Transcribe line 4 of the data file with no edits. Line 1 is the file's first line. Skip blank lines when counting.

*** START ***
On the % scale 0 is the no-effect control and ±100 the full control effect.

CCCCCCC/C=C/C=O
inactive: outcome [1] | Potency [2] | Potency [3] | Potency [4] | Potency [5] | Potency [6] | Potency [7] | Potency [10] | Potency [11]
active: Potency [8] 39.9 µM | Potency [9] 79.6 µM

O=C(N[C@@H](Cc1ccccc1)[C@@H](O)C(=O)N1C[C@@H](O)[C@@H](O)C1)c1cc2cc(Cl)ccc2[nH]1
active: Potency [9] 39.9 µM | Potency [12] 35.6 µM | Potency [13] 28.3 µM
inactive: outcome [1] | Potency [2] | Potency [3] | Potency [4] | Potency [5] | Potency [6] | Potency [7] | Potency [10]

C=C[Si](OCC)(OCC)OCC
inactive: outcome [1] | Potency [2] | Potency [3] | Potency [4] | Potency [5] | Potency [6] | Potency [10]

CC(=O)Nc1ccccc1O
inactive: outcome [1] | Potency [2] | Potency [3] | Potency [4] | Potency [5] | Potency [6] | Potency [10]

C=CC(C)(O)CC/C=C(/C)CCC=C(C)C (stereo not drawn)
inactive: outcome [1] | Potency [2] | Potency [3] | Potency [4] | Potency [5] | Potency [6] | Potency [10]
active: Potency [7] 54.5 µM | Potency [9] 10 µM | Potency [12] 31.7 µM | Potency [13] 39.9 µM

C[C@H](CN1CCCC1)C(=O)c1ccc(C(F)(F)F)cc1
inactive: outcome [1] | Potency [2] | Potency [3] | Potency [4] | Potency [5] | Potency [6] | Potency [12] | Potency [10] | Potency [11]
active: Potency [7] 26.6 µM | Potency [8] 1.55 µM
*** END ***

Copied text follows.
active: Potency [8] 39.9 µM | Potency [9] 79.6 µM